Is principal of mathematical induction an example of inductive or deductive reasoning according to wikipedia it says it is deductive as it is just a mathematical proof but according to the definition of inductive reasoning it should be inductive instead of deductive. Can someone help?
"Proof by induction," despite the name, is deductive. The reason is that proof by induction does not simply involve "going from many specific cases to the general case." Instead, in order for proof by induction to work, we need a deductive proof that each specific case implies the next specific case. Mathematical induction is not philosophical induction.
It might be helpful here to recall in detail what proof by induction means (there are variants, such as transfinite induction, but let's ignore them for now). Induction states that:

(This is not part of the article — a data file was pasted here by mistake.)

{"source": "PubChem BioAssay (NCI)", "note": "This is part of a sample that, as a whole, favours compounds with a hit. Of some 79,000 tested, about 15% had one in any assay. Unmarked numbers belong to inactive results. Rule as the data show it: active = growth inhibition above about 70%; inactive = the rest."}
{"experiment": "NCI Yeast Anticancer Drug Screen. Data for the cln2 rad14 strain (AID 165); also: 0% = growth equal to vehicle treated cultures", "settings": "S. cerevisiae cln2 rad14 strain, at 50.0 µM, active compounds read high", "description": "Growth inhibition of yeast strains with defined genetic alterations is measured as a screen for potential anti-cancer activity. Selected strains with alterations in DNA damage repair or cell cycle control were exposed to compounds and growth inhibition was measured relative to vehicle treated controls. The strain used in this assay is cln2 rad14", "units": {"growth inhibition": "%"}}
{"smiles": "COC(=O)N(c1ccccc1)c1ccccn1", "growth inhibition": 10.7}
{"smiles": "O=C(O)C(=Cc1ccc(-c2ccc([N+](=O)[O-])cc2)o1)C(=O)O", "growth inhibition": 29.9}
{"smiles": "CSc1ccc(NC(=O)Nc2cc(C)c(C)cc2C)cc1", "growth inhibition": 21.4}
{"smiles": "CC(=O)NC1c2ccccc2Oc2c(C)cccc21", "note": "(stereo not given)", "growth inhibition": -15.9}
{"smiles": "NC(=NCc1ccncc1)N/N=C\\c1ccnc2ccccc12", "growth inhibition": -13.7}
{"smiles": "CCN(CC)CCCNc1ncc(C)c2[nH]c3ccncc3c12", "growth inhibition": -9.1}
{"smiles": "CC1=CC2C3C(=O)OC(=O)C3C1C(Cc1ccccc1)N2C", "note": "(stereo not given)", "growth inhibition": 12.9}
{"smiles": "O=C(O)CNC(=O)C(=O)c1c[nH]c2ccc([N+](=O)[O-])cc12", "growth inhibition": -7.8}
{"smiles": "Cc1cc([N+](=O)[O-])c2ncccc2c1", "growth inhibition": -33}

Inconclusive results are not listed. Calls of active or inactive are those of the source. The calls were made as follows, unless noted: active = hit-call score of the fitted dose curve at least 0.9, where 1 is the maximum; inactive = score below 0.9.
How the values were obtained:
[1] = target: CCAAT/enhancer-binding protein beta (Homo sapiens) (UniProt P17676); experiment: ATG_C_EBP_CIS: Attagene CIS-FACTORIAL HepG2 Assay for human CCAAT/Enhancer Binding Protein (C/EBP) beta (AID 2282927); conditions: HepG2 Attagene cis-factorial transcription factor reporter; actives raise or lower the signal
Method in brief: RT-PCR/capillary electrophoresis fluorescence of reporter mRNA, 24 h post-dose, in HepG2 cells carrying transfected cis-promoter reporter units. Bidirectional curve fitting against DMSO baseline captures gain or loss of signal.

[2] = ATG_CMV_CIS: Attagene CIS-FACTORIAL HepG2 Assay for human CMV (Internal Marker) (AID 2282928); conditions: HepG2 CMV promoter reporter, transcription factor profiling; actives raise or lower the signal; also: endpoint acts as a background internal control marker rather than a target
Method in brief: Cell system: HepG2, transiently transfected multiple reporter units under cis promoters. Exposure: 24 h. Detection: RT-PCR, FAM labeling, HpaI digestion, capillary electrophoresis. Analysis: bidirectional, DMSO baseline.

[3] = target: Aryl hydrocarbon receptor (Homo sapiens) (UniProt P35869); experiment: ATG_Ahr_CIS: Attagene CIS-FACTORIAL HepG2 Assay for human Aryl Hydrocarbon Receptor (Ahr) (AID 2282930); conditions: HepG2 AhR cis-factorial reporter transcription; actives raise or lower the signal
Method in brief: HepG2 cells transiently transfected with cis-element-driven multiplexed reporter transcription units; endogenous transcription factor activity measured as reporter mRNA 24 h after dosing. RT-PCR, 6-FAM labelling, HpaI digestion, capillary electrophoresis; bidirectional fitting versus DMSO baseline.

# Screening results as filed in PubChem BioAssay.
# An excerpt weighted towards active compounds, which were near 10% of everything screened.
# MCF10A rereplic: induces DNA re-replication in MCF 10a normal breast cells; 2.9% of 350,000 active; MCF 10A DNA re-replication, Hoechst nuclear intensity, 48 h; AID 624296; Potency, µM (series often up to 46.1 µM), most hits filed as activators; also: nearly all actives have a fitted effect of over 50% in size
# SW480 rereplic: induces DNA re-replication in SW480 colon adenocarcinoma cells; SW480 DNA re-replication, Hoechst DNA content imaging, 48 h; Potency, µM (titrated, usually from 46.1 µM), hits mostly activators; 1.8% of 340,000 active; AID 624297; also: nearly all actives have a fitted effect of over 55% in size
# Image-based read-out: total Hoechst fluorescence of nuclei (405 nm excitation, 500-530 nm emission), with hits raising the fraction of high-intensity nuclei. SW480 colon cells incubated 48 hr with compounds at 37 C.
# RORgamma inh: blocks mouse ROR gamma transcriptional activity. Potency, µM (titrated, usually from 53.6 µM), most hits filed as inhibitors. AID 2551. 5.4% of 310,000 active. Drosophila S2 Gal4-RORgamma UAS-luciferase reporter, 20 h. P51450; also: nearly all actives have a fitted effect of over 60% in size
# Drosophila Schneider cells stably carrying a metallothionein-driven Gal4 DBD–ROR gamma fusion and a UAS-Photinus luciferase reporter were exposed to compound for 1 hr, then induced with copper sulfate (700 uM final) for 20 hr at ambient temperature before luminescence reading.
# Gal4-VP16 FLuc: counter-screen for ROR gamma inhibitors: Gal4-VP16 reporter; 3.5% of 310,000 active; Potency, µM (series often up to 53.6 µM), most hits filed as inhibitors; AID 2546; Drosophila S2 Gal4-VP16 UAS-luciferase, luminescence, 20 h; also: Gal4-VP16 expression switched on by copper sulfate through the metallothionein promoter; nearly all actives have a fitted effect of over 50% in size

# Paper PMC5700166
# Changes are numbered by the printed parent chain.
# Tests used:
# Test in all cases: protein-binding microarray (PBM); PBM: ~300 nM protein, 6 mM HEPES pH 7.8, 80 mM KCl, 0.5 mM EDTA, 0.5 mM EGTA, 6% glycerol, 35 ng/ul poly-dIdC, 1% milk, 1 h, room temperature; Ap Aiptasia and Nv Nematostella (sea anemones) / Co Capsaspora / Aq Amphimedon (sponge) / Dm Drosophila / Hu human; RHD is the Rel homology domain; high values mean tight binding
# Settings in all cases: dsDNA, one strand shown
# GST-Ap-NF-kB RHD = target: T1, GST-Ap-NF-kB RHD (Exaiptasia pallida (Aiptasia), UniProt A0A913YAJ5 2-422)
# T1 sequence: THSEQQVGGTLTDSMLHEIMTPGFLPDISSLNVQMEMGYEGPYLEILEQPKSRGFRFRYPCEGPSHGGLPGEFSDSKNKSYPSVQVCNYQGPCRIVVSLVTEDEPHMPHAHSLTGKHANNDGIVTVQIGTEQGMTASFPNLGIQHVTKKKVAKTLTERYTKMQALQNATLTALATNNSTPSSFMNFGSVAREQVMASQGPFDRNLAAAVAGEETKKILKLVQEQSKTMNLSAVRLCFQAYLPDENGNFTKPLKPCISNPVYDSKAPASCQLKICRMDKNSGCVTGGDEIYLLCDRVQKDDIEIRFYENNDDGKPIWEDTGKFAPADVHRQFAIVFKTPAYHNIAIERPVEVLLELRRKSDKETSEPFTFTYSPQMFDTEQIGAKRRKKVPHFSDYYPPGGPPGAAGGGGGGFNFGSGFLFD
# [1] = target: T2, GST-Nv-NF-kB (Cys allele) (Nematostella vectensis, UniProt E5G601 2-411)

If $P$ is some property of natural numbers, and $(i)$ $P$ holds of $1$, and $(ii)$ for every $n$, if $P$ holds of $n$ then $P$ holds of $n+1$; then $P$ holds for all natural numbers.
Note that in order to use this, we need to prove both parts. It's not enough to observe "$P$ holds of $1$, $P$ holds of $2$, $P$ holds of $3$, therefore $P$ always holds;" the whole "meat" of induction is the induction step, which is the part where you prove that $P(n)$ implies $P(n+1)$ for every $n$.
If you look at an example of proof by induction done in detail, you'll see what I mean.